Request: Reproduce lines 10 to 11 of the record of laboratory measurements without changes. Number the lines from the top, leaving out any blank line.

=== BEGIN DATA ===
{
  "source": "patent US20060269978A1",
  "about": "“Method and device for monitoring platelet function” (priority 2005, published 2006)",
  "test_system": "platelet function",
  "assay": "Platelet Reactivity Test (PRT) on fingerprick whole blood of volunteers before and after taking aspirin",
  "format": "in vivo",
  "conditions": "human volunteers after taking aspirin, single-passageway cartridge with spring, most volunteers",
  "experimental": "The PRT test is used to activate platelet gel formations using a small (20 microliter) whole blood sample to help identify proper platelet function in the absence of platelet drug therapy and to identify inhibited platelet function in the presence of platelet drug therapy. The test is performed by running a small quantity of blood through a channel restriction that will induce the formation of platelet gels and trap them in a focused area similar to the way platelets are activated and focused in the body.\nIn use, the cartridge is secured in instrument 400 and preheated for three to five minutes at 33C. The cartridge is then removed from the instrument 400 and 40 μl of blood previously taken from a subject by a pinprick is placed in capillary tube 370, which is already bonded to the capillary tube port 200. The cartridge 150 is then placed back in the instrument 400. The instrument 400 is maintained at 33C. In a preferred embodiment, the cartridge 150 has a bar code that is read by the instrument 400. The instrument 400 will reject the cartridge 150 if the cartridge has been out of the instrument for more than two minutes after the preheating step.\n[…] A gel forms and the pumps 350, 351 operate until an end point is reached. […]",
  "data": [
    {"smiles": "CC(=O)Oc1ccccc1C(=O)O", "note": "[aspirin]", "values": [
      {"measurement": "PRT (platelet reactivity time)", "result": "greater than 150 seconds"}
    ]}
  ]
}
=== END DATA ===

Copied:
    {"smiles": "CC(=O)Oc1ccccc1C(=O)O", "note": "[aspirin]", "values": [
      {"measurement": "PRT (platelet reactivity time)", "result": "greater than 150 seconds"}